Criticised security firm G4S wins Scots tagging contract
The security company G4S has won a contract to carry out electronic tagging of offenders in Scotland.
The contract is worth £13m over five years.
It is the company's first major British contract since its failure to provide sufficient security staff at the Olympic Games in London.
And it comes as a Commons committee heavily criticised the company for turning preparations for the Games into "an 11th hour fiasco".
The new contract will see G4S begin tagging and monitoring offenders from from April 2013 when it takes over from rival company Serco.
For the first time it will use GPS technology to monitor offenders' movements continuously.
This will replace a monitoring system using radio frequencies to establish whether an offender had broken a court-imposed curfew.
The Justice Secretary, Kenny MacAskill said the development would give law enforcement agencies greater tools in their armoury.
"The vast majority of offenders abide by the terms of the restrictions placed on them upon release into the community," he said.
"However, for the minority, we want to ensure we do everything we can to deter them from stepping out of line.
"Now that Scotland has the capability to track them by satellite I suspect many of them will think twice."
The Scottish government said the technology could be developed to give crime victims a warning if the perpetrator was in the vicinity - and could prevent offenders from going into designated areas.
David McLetchie, Scottish Conservative justice spokesman, said: "I welcome the developing of satellite tracking, but it is astonishing that a government which likes to complain about the so-called privatisation of public services is now spending millions employing G4S, the company responsible for the Olympic security debacle."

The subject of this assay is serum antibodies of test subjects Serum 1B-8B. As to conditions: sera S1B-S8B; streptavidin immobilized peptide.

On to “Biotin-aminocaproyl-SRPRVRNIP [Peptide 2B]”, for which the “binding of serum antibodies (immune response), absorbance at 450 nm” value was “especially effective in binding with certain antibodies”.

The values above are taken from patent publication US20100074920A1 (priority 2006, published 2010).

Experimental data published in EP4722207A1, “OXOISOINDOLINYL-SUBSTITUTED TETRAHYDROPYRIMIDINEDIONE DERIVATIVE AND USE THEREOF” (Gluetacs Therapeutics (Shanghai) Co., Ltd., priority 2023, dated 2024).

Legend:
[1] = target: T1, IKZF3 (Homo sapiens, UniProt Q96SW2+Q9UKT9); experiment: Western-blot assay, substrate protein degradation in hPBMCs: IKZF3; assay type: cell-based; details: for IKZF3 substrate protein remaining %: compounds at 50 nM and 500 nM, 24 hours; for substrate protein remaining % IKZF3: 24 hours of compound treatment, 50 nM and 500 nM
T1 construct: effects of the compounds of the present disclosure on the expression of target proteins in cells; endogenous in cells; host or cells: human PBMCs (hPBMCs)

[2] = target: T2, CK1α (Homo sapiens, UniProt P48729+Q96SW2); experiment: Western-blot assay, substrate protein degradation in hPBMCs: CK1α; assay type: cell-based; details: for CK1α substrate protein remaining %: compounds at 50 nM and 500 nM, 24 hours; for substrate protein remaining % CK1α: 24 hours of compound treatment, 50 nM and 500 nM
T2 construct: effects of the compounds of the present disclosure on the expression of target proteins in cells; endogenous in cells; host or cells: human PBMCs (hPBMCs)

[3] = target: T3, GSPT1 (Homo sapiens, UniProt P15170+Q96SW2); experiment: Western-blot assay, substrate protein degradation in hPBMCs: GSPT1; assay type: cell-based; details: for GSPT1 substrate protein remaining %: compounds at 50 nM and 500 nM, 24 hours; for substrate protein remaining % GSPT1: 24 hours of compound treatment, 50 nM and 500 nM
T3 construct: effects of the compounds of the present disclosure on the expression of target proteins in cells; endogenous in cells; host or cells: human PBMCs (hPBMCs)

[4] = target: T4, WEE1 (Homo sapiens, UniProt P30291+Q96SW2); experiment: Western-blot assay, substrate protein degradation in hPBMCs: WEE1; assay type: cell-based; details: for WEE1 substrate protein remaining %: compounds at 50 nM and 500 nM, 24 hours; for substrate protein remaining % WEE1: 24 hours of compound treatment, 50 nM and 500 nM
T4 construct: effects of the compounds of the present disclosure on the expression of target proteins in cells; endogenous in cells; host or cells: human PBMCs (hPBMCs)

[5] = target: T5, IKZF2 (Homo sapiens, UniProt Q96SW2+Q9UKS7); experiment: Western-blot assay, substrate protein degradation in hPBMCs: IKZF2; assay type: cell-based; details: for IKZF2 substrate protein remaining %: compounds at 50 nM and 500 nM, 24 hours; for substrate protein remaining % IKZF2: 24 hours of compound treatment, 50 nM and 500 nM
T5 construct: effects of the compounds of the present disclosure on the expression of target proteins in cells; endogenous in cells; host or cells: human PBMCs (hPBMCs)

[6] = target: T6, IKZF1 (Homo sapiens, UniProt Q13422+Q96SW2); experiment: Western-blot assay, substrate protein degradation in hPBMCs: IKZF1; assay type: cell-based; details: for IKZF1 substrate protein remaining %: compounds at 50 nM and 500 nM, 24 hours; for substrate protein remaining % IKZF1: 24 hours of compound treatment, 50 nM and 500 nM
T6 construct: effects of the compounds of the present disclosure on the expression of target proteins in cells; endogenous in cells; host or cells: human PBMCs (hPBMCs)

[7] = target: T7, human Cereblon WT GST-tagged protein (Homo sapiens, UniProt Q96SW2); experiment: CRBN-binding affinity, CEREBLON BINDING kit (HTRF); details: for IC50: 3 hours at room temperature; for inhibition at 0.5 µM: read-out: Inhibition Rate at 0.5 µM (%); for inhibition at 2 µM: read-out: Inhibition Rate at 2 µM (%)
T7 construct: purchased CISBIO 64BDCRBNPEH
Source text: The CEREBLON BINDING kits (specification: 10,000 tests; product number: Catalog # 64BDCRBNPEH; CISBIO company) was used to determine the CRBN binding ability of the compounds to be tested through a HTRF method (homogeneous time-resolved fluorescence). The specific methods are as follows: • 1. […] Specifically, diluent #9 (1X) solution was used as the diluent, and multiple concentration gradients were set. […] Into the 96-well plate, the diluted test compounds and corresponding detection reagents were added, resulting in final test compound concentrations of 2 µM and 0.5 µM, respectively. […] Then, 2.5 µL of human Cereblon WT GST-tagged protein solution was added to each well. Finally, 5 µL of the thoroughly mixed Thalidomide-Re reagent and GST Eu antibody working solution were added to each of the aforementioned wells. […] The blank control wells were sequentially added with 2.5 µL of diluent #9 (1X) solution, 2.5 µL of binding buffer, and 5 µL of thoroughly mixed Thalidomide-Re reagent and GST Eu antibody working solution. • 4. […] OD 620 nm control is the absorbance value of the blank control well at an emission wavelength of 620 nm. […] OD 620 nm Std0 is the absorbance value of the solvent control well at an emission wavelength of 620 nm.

And Scottish Labour's justice spokesman, Lewis Macdonald, said no contracts should be awarded to G4S until a full review had been conducted into the company's failure to supply the required number of Olympics security staff.
He said: "It is shocking that Strathclyde police had to incur the costs of security at Hampden for Olympic football because of G4S failures and now, with a record of non-performance, the Scottish government chooses to give them yet another opportunity to let down taxpayers and citizens across the country."
Patrick Harvie, co-convenor of the Scottish Greens, said: "You'd think the Scottish government would have consulted before placing such trust in this particular company.
"Monitoring of offenders isn't something we can afford to get wrong, and to ignore the track record of G4S just because they're the biggest operator in the market suggests a slapdash approach.
"I'd urge ministers to reconsider before the ink dries on the contract. If this is their judgement on such an important issue you wonder about the other decisions they take."
'High risk company'
G4S came under fire after failing to provide sufficient security guards for the London Olympics, forcing the government to draft in troops to meet the shortfall.
The Commons Home Affairs committee said on Friday the company should waive its £57m management fee - although its chief executive said last month he expects it to be paid in full.
The chairman of the committee, Keith Vaz MP said G4S should not be given any further public contracts until the publication of its internal review of the Olympics. This is likely to happen next week.
He said: "I am surprised to hear that following the eleventh-hour fiasco of their Olympic security contract, G4S have been awarded the contract to carry out electronic tagging of offenders in Scotland.
"It is important the company learn what went wrong with their management structures and correct them.
"In our report the committee call for G4S to be registered as a high risk company. The public sector must take care to ensure that they give contracts to companies with good track records."